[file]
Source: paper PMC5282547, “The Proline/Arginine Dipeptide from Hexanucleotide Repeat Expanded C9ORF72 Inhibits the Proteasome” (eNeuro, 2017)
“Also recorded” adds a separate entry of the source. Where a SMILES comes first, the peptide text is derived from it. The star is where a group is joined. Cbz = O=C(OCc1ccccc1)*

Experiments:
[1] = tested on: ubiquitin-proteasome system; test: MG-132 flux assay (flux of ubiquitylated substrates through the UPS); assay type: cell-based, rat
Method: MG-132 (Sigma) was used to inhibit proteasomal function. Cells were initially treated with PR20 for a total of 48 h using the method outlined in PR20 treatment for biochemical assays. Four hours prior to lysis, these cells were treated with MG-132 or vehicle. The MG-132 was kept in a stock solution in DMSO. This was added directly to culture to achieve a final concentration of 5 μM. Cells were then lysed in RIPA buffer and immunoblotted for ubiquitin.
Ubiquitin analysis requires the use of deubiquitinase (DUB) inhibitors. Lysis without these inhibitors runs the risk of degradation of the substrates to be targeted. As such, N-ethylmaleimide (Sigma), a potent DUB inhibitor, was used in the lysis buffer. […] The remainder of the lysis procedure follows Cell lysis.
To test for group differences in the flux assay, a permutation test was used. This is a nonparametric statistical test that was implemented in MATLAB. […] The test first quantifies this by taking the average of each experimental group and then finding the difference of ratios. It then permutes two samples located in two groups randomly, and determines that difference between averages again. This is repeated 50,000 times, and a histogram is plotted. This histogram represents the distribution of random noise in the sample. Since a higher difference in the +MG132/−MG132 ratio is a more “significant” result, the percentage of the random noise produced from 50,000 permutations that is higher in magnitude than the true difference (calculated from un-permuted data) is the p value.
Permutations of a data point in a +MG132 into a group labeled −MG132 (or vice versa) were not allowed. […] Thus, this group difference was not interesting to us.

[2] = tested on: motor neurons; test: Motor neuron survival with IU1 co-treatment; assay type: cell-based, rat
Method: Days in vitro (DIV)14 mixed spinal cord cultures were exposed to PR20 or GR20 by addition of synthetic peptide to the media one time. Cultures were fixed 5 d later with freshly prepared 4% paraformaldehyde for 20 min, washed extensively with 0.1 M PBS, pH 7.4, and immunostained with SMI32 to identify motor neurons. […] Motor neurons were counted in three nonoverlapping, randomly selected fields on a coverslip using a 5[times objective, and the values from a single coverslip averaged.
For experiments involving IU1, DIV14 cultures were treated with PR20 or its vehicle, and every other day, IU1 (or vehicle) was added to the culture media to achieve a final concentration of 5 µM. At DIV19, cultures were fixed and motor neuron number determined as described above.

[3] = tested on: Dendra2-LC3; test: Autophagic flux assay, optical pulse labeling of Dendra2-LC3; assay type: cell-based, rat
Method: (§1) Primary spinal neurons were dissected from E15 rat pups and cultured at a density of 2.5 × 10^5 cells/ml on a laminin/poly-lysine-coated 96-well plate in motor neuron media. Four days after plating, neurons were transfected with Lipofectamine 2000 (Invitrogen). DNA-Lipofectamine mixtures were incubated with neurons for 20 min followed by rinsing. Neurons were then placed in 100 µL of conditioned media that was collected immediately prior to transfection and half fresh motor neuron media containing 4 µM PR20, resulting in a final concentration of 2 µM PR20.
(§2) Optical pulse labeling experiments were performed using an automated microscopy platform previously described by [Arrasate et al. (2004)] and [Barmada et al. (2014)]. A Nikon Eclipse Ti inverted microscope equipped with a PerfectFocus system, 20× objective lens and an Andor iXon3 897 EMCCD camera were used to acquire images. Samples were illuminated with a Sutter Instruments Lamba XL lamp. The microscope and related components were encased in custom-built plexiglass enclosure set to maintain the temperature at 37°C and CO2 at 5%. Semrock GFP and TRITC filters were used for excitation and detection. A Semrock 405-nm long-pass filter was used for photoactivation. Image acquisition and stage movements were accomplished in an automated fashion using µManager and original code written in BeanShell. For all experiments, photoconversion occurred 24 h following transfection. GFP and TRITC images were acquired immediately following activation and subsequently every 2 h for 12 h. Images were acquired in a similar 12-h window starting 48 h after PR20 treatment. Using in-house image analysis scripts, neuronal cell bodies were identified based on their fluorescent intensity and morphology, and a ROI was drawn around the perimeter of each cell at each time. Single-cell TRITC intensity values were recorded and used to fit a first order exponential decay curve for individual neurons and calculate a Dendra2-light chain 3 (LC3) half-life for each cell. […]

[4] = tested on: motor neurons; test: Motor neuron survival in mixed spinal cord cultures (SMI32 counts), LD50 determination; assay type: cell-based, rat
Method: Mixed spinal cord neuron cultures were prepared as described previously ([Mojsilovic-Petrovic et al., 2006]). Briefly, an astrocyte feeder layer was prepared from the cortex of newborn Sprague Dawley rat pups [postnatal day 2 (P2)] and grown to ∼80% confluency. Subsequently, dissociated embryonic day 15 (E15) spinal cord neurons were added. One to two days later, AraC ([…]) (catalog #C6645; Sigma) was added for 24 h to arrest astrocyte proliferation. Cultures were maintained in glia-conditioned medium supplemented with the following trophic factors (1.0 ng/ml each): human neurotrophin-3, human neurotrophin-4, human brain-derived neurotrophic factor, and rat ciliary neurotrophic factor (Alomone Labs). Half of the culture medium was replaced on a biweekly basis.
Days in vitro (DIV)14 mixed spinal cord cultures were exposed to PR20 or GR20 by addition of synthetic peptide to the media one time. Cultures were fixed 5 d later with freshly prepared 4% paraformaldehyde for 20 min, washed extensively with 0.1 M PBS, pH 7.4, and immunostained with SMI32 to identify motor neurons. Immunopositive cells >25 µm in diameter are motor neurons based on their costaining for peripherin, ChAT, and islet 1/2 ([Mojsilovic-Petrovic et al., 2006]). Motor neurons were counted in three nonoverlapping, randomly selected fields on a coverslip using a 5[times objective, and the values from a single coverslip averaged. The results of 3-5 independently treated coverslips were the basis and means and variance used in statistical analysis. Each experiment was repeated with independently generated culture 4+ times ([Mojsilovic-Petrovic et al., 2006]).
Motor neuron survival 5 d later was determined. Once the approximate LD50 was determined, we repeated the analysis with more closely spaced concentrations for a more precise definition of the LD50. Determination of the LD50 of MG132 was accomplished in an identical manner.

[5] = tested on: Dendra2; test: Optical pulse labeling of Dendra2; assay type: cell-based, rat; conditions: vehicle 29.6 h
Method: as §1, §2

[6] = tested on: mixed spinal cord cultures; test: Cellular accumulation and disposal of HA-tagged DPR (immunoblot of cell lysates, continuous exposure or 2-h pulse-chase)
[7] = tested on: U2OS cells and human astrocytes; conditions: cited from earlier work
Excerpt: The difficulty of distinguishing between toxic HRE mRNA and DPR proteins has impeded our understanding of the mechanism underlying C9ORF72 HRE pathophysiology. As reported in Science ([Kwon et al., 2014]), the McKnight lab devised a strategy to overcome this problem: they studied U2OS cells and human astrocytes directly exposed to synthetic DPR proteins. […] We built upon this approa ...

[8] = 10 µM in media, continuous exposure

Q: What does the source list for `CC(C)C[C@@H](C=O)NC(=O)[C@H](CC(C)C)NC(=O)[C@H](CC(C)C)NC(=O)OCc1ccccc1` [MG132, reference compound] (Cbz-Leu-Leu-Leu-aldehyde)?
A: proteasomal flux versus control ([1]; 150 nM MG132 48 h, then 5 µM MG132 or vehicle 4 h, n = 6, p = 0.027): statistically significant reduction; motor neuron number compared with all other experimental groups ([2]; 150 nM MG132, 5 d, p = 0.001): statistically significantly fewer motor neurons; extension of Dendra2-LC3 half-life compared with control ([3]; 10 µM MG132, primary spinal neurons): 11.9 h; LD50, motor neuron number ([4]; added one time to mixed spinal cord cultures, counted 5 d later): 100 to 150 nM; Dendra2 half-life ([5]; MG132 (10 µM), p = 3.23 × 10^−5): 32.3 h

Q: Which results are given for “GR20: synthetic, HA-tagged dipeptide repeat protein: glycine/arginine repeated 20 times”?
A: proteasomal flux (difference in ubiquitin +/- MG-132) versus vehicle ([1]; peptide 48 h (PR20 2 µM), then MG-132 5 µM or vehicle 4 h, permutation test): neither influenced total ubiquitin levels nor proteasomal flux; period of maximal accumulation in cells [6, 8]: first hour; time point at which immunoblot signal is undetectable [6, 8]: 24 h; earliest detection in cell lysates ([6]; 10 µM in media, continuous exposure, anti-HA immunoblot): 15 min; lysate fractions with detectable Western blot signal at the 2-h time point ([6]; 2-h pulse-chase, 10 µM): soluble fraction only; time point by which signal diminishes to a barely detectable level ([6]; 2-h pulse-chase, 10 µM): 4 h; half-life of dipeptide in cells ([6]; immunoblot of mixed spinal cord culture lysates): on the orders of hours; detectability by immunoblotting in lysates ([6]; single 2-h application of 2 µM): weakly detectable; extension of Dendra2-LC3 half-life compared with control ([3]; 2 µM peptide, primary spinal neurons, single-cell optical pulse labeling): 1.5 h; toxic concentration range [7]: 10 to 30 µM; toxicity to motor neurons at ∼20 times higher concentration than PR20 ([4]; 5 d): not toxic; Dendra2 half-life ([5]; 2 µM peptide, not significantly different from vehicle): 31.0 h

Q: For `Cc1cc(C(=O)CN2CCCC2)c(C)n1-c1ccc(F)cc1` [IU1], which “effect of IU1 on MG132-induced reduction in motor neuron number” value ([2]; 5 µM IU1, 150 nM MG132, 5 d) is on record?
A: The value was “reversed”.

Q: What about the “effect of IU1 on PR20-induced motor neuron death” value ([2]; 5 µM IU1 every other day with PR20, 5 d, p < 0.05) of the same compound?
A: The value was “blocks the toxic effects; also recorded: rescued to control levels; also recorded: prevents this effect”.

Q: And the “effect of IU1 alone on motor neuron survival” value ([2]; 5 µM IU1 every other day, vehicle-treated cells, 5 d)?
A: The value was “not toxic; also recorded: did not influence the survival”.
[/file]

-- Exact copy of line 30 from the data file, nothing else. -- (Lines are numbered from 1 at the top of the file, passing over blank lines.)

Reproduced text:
A: The value was “reversed”.